Striker Scott Quigley wasn’t able to take too much pleasure out of reaching 20 goals for the season last weekend because Barrow AFC didn’t come away with all three points at Sutton United.

Quigley has fully justified Ian Evatt’s decision to offer him a three-year contract when he signed for the Bluebirds last summer by becoming the focal point that they lacked up front during the manager’s first season in charge.

He was at his best at Gander Green Lane last Saturday, where a composed finish and poacher’s effort put AFC 2-0 up and in complete control of the game.

The second brought up the milestone for the National League’s top scorer, but Sutton came storming back against the leaders, as Harry Beautyman scored two goals of his own to salvage a 2-2 draw.

Quigley said: “It’s a positive for me, but I’d rather not score and win, in a way.

“It’s obviously lovely to get a personal tally of 20 goals, but I don’t want to stop there, I want to keep going and keep assisting other people as well.”

Quigley could be forgiven for feeling slightly relieved when his first goal in South London hit the back of the net, as he’d previously had a couple of games against Dover Athletic where it just would not go in for him.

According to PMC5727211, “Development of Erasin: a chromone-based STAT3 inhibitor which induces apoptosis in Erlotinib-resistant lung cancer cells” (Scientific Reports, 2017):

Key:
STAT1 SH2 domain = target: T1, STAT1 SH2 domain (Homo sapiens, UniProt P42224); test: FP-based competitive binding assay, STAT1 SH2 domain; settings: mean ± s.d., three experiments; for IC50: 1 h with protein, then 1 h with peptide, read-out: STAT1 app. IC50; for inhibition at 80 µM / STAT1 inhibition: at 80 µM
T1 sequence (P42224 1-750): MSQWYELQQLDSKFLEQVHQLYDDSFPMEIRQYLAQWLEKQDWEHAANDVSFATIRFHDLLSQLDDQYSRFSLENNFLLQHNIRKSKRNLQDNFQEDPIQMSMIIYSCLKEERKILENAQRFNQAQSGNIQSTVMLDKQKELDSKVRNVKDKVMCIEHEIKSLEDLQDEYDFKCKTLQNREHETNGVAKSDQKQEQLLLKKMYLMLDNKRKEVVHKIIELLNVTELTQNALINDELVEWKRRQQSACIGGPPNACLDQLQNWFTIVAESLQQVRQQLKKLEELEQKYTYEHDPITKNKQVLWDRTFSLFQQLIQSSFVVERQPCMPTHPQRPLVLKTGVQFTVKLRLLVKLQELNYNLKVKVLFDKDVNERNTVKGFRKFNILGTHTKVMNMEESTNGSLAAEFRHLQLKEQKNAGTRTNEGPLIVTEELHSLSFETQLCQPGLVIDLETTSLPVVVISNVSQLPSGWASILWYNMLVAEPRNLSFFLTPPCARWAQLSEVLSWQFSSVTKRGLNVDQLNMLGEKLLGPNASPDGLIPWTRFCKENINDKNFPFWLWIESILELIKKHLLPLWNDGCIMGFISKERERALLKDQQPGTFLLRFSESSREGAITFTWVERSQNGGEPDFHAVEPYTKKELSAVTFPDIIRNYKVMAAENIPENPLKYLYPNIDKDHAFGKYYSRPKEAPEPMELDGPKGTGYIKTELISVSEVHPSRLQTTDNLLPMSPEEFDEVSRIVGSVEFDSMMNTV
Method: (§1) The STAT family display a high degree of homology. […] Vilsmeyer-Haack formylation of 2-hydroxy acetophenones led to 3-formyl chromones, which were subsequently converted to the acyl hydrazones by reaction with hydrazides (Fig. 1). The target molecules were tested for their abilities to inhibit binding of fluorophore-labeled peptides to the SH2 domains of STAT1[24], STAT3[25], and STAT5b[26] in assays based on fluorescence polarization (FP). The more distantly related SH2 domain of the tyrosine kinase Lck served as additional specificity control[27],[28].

The 27-year-old actually felt the need to apologise after the 2-1 defeat in Kent, where he missed some clear chances, although Evatt felt this wasn’t necessary given the front man’s record this season.

Quigley said: “The gaffer said I must have stood on a black cat, or something, in Dover and that was it, but some days it just doesn’t go for you. That’s the way it goes with strikers.

“You can be one of the best at one point and then you can’t hit a barn door and that is the life of a striker.

“Last year [at Halifax], I wasn’t getting chances which was frustrating for me because I know that I back myself in front of goal and I wasn’t getting the chances.

“But we’ve got a great team here and the management staff are really good as well, so they’ve kicked me on and I’m thankful to be in a good team like this.”

Given the position they built for themselves at Sutton, it is understandable that the players were feeling deflated in the changing room after having to settle for a draw.

“It was a bitter pill to swallow, but we haven’t lost and I think that shows how far we’ve come that we’re downhearted about coming away from home, on a 3G pitch we’re not used to, and taking a point because we were 2-0 up,” Quigley said. “I think we’ve just changed the whole mind-set.”